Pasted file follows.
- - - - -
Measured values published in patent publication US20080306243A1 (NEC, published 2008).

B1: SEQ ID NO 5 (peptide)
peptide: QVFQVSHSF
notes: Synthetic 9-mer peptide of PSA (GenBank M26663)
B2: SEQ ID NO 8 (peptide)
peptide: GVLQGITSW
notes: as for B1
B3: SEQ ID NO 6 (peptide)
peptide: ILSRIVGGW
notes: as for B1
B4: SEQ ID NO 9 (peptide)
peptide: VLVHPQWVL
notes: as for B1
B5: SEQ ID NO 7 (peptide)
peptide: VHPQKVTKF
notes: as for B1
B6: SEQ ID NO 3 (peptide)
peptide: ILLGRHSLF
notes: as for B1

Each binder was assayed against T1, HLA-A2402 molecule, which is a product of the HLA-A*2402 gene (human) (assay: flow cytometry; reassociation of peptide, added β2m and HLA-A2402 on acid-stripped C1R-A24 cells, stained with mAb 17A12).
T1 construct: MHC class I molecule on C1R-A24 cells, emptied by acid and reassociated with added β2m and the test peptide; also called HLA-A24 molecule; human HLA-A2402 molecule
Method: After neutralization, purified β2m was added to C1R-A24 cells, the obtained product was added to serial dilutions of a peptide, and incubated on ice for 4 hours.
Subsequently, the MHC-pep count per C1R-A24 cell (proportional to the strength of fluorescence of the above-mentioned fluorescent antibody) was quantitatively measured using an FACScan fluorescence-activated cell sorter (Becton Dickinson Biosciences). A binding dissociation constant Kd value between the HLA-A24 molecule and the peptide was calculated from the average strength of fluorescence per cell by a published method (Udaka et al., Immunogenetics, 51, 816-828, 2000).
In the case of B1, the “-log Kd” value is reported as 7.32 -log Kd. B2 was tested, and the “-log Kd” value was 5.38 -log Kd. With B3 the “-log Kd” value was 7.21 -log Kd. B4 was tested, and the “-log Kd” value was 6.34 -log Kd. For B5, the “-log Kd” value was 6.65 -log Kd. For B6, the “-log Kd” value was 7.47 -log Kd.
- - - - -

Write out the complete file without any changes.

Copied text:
Measured values published in patent publication US20080306243A1 (NEC, published 2008).

B1: SEQ ID NO 5 (peptide)
peptide: QVFQVSHSF
notes: Synthetic 9-mer peptide of PSA (GenBank M26663)
B2: SEQ ID NO 8 (peptide)
peptide: GVLQGITSW
notes: as for B1
B3: SEQ ID NO 6 (peptide)
peptide: ILSRIVGGW
notes: as for B1
B4: SEQ ID NO 9 (peptide)
peptide: VLVHPQWVL
notes: as for B1
B5: SEQ ID NO 7 (peptide)
peptide: VHPQKVTKF
notes: as for B1
B6: SEQ ID NO 3 (peptide)
peptide: ILLGRHSLF
notes: as for B1

Each binder was assayed against T1, HLA-A2402 molecule, which is a product of the HLA-A*2402 gene (human) (assay: flow cytometry; reassociation of peptide, added β2m and HLA-A2402 on acid-stripped C1R-A24 cells, stained with mAb 17A12).
T1 construct: MHC class I molecule on C1R-A24 cells, emptied by acid and reassociated with added β2m and the test peptide; also called HLA-A24 molecule; human HLA-A2402 molecule
Method: After neutralization, purified β2m was added to C1R-A24 cells, the obtained product was added to serial dilutions of a peptide, and incubated on ice for 4 hours.
Subsequently, the MHC-pep count per C1R-A24 cell (proportional to the strength of fluorescence of the above-mentioned fluorescent antibody) was quantitatively measured using an FACScan fluorescence-activated cell sorter (Becton Dickinson Biosciences). A binding dissociation constant Kd value between the HLA-A24 molecule and the peptide was calculated from the average strength of fluorescence per cell by a published method (Udaka et al., Immunogenetics, 51, 816-828, 2000).
In the case of B1, the “-log Kd” value is reported as 7.32 -log Kd. B2 was tested, and the “-log Kd” value was 5.38 -log Kd. With B3 the “-log Kd” value was 7.21 -log Kd. B4 was tested, and the “-log Kd” value was 6.34 -log Kd. For B5, the “-log Kd” value was 6.65 -log Kd. For B6, the “-log Kd” value was 7.47 -log Kd.